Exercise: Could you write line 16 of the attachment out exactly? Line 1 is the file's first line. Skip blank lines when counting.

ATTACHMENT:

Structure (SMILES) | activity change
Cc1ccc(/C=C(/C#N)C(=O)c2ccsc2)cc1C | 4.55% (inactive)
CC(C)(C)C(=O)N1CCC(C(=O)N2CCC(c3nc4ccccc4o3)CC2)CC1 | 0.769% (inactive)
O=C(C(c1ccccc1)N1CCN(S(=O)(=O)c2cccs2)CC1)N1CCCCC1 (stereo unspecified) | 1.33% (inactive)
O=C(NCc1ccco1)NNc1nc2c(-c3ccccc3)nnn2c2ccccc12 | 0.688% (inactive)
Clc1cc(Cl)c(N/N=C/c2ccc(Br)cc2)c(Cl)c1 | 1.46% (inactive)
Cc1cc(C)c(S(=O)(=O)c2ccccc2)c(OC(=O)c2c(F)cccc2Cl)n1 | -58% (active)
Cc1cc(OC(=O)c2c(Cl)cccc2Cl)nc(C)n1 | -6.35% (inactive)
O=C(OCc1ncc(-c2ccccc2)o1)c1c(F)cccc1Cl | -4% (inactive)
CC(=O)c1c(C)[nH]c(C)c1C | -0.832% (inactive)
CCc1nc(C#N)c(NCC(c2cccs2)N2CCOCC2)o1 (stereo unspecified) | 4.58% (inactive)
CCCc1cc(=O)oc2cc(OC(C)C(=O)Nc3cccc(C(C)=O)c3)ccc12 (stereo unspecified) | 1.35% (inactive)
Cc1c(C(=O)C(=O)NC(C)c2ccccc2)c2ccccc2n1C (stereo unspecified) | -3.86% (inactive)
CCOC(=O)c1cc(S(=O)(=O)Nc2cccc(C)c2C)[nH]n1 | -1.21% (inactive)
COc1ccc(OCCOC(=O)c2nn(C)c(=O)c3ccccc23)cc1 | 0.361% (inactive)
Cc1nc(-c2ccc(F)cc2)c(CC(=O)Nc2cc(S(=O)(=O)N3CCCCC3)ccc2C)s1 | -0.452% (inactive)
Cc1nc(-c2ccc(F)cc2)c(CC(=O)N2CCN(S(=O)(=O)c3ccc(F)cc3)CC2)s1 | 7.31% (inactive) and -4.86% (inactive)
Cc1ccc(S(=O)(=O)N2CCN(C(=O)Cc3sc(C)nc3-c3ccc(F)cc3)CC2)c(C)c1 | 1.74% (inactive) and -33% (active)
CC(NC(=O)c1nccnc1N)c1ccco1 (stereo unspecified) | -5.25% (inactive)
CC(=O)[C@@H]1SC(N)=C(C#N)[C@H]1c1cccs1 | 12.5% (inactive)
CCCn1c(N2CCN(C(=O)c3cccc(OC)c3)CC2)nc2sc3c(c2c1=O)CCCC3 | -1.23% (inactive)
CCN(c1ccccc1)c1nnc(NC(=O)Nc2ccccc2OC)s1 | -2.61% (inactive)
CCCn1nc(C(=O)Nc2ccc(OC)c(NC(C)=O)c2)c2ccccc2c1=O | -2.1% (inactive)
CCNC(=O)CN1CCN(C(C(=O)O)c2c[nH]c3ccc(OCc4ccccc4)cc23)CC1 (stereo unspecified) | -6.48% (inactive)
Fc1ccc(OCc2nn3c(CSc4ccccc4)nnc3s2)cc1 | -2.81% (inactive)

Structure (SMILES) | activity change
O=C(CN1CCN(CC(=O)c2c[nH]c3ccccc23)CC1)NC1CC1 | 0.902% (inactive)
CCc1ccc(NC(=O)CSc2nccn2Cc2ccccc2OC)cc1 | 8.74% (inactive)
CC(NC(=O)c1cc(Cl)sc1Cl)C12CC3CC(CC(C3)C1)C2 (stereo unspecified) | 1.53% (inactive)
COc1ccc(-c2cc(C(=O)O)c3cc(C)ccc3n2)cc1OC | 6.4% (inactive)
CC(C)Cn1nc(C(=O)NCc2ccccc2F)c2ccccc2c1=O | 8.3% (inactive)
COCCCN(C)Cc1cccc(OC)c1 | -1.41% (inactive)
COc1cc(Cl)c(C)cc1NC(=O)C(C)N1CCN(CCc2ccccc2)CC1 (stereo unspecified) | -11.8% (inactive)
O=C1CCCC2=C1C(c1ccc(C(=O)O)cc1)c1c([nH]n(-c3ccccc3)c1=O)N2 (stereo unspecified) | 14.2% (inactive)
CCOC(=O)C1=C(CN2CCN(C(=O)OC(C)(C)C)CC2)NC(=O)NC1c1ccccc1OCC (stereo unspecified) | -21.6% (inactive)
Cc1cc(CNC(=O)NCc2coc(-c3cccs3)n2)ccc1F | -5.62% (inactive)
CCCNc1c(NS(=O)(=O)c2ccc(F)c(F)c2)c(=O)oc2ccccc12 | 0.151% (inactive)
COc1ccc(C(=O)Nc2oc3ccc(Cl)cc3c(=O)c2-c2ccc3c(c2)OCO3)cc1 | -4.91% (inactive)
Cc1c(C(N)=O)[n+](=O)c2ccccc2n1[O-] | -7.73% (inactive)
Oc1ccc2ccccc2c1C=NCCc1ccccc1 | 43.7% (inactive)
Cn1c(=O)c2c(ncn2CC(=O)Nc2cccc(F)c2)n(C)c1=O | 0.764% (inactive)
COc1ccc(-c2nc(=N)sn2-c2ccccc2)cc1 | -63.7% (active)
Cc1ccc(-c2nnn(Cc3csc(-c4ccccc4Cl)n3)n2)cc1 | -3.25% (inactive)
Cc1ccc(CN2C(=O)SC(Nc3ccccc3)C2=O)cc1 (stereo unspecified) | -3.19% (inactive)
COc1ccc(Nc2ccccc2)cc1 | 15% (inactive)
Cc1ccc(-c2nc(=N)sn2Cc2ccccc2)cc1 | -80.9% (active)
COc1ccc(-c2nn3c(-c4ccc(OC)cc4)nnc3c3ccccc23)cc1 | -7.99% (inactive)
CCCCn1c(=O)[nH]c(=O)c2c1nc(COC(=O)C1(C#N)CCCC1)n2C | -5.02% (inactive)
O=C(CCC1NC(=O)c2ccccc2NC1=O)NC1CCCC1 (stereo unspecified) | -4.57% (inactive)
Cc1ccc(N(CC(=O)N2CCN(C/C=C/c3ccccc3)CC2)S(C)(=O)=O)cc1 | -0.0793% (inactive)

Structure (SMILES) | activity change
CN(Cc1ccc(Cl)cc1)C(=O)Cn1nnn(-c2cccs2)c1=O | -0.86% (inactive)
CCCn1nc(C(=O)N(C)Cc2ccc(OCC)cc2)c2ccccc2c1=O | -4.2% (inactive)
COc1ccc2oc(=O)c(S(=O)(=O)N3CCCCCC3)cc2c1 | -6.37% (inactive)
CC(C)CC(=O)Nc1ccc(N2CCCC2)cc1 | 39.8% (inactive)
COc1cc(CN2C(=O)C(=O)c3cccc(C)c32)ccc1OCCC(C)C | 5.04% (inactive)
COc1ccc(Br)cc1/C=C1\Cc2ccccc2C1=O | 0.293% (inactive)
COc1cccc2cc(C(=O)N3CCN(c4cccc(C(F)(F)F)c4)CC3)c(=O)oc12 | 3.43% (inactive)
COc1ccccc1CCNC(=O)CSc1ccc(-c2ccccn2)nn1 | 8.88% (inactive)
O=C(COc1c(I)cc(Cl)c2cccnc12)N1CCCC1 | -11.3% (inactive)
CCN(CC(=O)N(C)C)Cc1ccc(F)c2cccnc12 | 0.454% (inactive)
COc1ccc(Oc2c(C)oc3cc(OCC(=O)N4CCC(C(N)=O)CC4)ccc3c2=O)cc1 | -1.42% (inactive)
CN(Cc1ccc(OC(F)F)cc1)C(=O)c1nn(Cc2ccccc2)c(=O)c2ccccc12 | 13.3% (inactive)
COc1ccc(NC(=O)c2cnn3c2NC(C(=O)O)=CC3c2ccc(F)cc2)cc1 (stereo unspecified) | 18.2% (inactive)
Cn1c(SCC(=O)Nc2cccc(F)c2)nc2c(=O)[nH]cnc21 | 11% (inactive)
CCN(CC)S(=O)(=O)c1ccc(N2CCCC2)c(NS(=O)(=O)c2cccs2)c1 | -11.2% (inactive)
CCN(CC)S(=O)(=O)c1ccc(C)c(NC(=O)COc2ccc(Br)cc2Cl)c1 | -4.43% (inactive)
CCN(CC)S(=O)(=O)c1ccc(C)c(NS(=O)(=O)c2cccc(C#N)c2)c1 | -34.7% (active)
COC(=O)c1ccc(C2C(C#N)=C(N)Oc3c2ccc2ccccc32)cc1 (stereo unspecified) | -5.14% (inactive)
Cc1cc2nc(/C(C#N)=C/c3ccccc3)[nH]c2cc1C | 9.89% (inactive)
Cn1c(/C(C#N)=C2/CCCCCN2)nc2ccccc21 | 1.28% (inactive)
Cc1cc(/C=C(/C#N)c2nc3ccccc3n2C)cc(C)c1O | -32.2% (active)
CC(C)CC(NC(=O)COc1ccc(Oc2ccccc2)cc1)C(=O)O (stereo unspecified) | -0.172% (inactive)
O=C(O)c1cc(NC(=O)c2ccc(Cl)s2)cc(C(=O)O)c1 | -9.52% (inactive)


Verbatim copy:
Cc1nc(-c2ccc(F)cc2)c(CC(=O)Nc2cc(S(=O)(=O)N3CCCCC3)ccc2C)s1 | -0.452% (inactive)